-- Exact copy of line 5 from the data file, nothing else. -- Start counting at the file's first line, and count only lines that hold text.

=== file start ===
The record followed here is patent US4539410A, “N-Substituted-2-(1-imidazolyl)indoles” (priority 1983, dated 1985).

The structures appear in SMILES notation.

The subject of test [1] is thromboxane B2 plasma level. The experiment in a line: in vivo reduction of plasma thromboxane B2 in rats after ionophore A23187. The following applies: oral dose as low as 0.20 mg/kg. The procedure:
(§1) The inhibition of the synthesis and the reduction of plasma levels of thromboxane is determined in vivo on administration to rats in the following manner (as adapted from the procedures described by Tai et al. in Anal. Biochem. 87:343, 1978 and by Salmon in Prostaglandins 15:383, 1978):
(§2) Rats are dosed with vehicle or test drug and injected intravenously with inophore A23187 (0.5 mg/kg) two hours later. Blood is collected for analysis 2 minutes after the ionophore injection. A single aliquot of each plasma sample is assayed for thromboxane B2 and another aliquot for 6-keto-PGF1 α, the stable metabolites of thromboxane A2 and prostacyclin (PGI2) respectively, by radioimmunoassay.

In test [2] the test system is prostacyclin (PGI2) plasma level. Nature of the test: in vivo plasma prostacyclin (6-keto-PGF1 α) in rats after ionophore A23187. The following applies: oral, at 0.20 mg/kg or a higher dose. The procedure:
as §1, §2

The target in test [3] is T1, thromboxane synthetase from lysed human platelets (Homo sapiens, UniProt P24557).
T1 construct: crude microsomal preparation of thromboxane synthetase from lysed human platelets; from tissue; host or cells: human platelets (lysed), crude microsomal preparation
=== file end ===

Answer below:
(§2) Rats are dosed with vehicle or test drug and injected intravenously with inophore A23187 (0.5 mg/kg) two hours later. Blood is collected for analysis 2 minutes after the ionophore injection. A single aliquot of each plasma sample is assayed for thromboxane B2 and another aliquot for 6-keto-PGF1 α, the stable metabolites of thromboxane A2 and prostacyclin (PGI2) respectively, by radioimmunoassay.